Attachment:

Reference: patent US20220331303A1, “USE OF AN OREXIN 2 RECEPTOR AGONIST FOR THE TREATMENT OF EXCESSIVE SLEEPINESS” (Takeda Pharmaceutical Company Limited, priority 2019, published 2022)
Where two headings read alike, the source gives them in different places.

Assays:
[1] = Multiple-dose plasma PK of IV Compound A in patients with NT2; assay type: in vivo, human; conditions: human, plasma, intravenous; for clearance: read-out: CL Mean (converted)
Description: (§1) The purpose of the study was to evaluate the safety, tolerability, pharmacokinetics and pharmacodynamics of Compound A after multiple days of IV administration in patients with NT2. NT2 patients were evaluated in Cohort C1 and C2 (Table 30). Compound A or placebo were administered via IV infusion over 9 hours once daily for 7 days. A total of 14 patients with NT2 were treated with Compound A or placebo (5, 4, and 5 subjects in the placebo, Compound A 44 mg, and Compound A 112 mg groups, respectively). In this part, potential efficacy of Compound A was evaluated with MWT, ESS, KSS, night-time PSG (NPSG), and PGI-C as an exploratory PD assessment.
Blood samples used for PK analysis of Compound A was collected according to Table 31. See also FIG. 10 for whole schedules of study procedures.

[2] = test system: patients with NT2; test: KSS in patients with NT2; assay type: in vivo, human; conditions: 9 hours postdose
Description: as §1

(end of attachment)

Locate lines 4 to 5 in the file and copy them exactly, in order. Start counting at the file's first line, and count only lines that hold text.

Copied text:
[1] = Multiple-dose plasma PK of IV Compound A in patients with NT2; assay type: in vivo, human; conditions: human, plasma, intravenous; for clearance: read-out: CL Mean (converted)
Description: (§1) The purpose of the study was to evaluate the safety, tolerability, pharmacokinetics and pharmacodynamics of Compound A after multiple days of IV administration in patients with NT2. NT2 patients were evaluated in Cohort C1 and C2 (Table 30). Compound A or placebo were administered via IV infusion over 9 hours once daily for 7 days. A total of 14 patients with NT2 were treated with Compound A or placebo (5, 4, and 5 subjects in the placebo, Compound A 44 mg, and Compound A 112 mg groups, respectively). In this part, potential efficacy of Compound A was evaluated with MWT, ESS, KSS, night-time PSG (NPSG), and PGI-C as an exploratory PD assessment.